Abstract: The latest Android mobile phone under Google’s flagship phone line, the Nexus family, currently has a diagonal screen size of 4.65 inches (118.1mm). This follows a trend that Google started with the HTC Dream / T-Mobile G1 — their first Android flagship phone. Released in 2008, it had a diagonal screen size of only 3.2 inches (81.3mm). Since then, screen sizes in Google’s Nexus line have grown at an average rate of 0.48 inches (12.2mm) per year.
In 2008, HTC released the first Android phone, the HTC Dream on T-Mobile. Known as the G1, this phone kicked off the Android revolution. At the time, it featured a screen size of only 3.2 inches (81.3mm) — which is rather paltry by today’s standards. Since then, subsequent releases of Android phones by Google and its partners have featured larger and larger screen sizes, culminating with the Samsung Galaxy Nexus, announced earlier this week in Hong Kong.
For this experiment, we only used specifications data provided by Google and its partners to determine the screen size. We listed each of Google’s flagship phone ordered by release date. Then we divided the total change is screen size by the total number of years.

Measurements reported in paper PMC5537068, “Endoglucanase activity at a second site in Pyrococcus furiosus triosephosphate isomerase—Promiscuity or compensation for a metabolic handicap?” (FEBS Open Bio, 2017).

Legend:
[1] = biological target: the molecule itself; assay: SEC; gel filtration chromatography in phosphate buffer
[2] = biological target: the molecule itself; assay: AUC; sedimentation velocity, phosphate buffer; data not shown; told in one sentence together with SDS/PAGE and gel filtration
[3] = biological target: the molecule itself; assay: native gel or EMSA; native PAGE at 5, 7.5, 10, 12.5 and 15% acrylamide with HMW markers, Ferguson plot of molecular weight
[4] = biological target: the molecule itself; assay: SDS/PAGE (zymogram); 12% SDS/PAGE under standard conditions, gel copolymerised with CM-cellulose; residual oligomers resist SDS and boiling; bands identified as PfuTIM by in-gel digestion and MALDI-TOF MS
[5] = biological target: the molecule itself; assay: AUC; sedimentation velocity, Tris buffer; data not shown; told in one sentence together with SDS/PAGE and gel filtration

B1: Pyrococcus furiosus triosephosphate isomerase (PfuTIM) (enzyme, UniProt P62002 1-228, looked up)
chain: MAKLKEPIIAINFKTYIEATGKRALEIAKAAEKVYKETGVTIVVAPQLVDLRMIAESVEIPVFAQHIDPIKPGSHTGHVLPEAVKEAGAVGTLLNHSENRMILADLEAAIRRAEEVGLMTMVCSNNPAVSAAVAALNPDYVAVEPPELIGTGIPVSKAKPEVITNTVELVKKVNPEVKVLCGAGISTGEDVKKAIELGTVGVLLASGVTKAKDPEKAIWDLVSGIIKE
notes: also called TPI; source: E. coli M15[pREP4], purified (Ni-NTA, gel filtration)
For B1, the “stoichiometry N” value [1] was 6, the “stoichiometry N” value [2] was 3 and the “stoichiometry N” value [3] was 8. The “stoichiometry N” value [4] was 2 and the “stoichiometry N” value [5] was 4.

From there, we’re able to extrapolate the potential screen size of future Android phones.
Here is data from all of Google’s stock Android phones.
- T-Mobile G1 (2008) – 3.2 inch
- Nexus One (2010) – 3.7 inch
- Nexus S (2010) – 4.0 inch
- Galaxy Nexus (2011) – 4.65 inch
We see that over the course of 3 years, Google’s phones have gained a total of 1.45 inches (36.8mm). This factors out to an average growth rate of 0.48 inches (12.2mm) per year. With this result, we can now predict the screen size of Android devices over time.
- 2012 – 5.13 inches (130mm)
- 2013 – 5.61 inches (142.5mm)
- 2014 – 6.09 inches (154.7mm)
- 2015 – 6.57 inches (166.9mm)
- 2020 – 8.97 inches (227.8mm)
Over the last few years, it’s clear to see that the market has spoken with regard to its preferences over the size of mobile devices. Google has recognized consumer’s preference for larger devices and has moved toward a “bigger-is-better” strategy for mobile phones. At the current rate of growth for Android phones, by 2022, they will eclipse the 9.7 inch screen (246.4mm) size of Apple’s tablet, the iPad.
Seeing this post on Gizmodo earlier today made realize something. Android phones are getting bigger and bigger. So, I decided to write this tongue in cheek “research paper” to highlight the increasing “screen bloat” of Android devices. Bring on the 9.7 inch phones, baby! 2022 can’t come soon enough.